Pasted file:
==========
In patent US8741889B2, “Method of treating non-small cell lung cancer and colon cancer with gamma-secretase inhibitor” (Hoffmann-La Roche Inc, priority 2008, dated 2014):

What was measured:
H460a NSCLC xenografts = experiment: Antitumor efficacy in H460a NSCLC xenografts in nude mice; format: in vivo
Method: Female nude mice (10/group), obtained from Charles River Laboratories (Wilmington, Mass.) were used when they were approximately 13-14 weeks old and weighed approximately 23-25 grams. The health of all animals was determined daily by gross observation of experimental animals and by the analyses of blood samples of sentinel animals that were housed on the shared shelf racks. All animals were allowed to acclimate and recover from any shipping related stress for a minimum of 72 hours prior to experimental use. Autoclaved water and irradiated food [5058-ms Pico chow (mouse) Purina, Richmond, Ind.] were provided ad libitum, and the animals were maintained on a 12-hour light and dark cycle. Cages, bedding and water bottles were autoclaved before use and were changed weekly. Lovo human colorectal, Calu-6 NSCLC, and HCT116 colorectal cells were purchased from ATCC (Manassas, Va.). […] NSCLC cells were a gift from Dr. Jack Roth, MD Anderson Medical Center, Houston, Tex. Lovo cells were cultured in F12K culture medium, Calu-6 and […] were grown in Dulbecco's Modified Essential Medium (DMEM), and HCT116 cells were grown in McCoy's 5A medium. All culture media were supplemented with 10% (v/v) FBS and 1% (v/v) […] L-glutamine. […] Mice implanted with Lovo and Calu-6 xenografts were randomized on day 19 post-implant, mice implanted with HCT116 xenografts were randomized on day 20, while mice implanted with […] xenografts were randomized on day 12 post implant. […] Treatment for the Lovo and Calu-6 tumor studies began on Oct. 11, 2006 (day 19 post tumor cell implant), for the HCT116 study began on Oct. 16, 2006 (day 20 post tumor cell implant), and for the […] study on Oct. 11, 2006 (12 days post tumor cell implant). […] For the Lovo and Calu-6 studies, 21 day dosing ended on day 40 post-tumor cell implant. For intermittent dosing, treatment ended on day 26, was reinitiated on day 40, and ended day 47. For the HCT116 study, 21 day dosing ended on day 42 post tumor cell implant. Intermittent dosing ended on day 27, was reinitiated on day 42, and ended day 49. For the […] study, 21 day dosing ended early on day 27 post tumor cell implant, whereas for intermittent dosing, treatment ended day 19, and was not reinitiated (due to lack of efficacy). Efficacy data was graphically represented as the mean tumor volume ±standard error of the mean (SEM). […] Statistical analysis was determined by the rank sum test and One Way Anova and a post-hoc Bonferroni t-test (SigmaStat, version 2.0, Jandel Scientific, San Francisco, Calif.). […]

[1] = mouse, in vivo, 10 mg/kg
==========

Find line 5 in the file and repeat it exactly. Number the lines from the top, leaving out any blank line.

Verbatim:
[1] = mouse, in vivo, 10 mg/kg